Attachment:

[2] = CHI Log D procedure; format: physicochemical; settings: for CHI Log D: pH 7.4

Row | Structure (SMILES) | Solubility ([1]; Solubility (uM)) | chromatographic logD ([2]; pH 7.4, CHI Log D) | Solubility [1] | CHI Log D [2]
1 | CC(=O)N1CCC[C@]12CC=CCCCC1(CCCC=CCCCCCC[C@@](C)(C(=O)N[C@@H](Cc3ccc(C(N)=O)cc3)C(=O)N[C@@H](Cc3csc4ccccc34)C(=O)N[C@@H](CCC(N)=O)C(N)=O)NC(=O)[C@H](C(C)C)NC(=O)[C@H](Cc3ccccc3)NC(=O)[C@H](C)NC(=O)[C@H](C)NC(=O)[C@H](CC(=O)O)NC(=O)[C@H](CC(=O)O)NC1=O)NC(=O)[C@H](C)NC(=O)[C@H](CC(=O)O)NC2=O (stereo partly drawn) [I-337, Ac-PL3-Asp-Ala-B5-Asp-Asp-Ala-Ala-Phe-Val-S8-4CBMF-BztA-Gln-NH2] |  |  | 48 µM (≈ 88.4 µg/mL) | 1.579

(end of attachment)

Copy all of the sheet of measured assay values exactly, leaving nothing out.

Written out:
[2] = CHI Log D procedure; format: physicochemical; settings: for CHI Log D: pH 7.4

Row | Structure (SMILES) | Solubility ([1]; Solubility (uM)) | chromatographic logD ([2]; pH 7.4, CHI Log D) | Solubility [1] | CHI Log D [2]
1 | CC(=O)N1CCC[C@]12CC=CCCCC1(CCCC=CCCCCCC[C@@](C)(C(=O)N[C@@H](Cc3ccc(C(N)=O)cc3)C(=O)N[C@@H](Cc3csc4ccccc34)C(=O)N[C@@H](CCC(N)=O)C(N)=O)NC(=O)[C@H](C(C)C)NC(=O)[C@H](Cc3ccccc3)NC(=O)[C@H](C)NC(=O)[C@H](C)NC(=O)[C@H](CC(=O)O)NC(=O)[C@H](CC(=O)O)NC1=O)NC(=O)[C@H](C)NC(=O)[C@H](CC(=O)O)NC2=O (stereo partly drawn) [I-337, Ac-PL3-Asp-Ala-B5-Asp-Asp-Ala-Ala-Phe-Val-S8-4CBMF-BztA-Gln-NH2] |  |  | 48 µM (≈ 88.4 µg/mL) | 1.579